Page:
Nelson Wright – Still BurningWhat can you say about a folk singer whose photo appears on the cover of the classic Woodstock album and whose inventions are in the Smithsonian? You’re certain to think of much to say about Nelson Wright as you listen to his album Still Burning. The northeast U.S. native and northwest émigré is thriving in Seattle’s nouveau art-folk music scene. Wright trades on the currency of well-written songs and artfully delivered stories that bring people, places and moments to life with flashes of intelligence and wit.
2012, Nelson Wright
2012, Nelson Wright
Wright kicks off with “Worse Things”, a deliciously bluesy folk love song that recounts all the ways his life could be worse than being with the one he loves. Wright’s rough hewn voice fits perfectly amidst his rather prodigious guitar riffs, and his sense of humor is somewhere between Lyle Lovett and Randy Newman. Wright paints a picture of a roadhouse and a young lady looking for a way out in “Five Feet Under”. If the name implies that something doesn’t quite measure up, the story confirms this as fact. It’s a tale youth escaping from desolation and pain through music. The resolution is, perhaps, a continuing story, but there are sufficient tension and potential plot lines to turn the song into a movie.Nelson Wright displays a unique ability to spin tales in song. “Time To Choose” takes a slightly different tack, laying out the story of a relationship on the edge in one-sided dialogue. The vocal lines are accompanied and occasionally broken by some heartbreaking electric blues riffs on guitar. Angst, anger and pain are wrapped up in each tremulous note as they crash upon the shore of indecision. “No Second Chances” follows a more traditional folk route, exploring with melancholy air the transitive nature of relationships and the fact that those lost rarely come back. Wright mixes melancholy and regret here with an almost clinical nature; a knowing observation in song.
In “Red Wing”, Wright recalls a brief liaison from his younger days with sadness: “there are tricks that time can play; the cruelest one is called regret.” The image of a white sun dress becomes the icon of a magic moment that can never be recovered, but will always live in his mind. “Burnin’” explores heartbreak from a gritty, dysfunctional perspective. He’s trying to shake her and knows she’s nothing but heartbreak, but can’t put out the fire inside. There’s a sense of urgency here that’s palpable, drawn out in the edgy blues/folk guitar work, and little resolution in the end. It’s a well-written tune that leaves the listener on the edge that the singer seems to feel.“It Ends With My Longing For You” may well be a continuation of the same story written with the perspective of time. Where “Burnin’” is in the immediate aftermath and is full of the urgent longing of heartbreak, “It Ends With My Longing For You” is written perhaps years later from a depth of melancholy and understanding. The contrast of the two songs is appealing, and Wright particularly nails the melody on the latter song.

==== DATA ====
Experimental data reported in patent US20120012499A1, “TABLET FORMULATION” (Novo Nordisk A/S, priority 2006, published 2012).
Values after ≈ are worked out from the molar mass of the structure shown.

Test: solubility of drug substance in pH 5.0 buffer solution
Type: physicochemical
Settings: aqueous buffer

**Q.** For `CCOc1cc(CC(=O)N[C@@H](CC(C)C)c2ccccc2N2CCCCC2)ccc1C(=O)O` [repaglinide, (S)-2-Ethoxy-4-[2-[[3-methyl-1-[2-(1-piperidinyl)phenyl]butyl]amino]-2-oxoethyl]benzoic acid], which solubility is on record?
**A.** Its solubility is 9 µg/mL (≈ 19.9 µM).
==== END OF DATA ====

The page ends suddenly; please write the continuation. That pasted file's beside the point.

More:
“February Thaw” is an intriguing little song about unrequited love. The songwriter falls in love with someone whose heart has been made cold by experience and is simply waiting for the weather to change. This song is a thing of beauty, written in the plaintive but determined tones of a man who intends to wait out the winter no matter how long it takes. “Trouble In Mind” tells a story of young love against the backdrop of a vibrant Zydeco-fueled arrangement. The song is catchy and vibrant, and the dueling guitar and violin solos threaten to rip the roof off of wherever they are played. After spending much of “Still Burnin’” exploring stories of love lost or faded, Wright finishes off with a story about today. “Unfinished Business” finds Wright headed out with nothing but a picture of the woman he loves. His intent; to find her and finished what they once left behind. It’s a carpe diem song, of sorts, but with a very personal investment. The song is well-written and full of heart.Nelson Wright crafts songs born from experience, deep thought, and ultimately, from the heart. There isn’t a moment on “Still Burnin’” that isn’t somehow tinged with personal experiences. Wright eschews cynicism and theatrics, focusing on the truths each moment brings as he sees them, occasionally moving around in time to offer different perspectives on the same theme. The conclusion is that permanence is what we make of it, or as Wright sings, “there ain’t no forever, there’s only never lettin’ go.” These simple truths are delivered in a mix of arrangements simple and complex, but full of the simple beauty of pure heart.
Rating: 4 Stars (Out of 5)
Learn more at www.nelsonwright.org.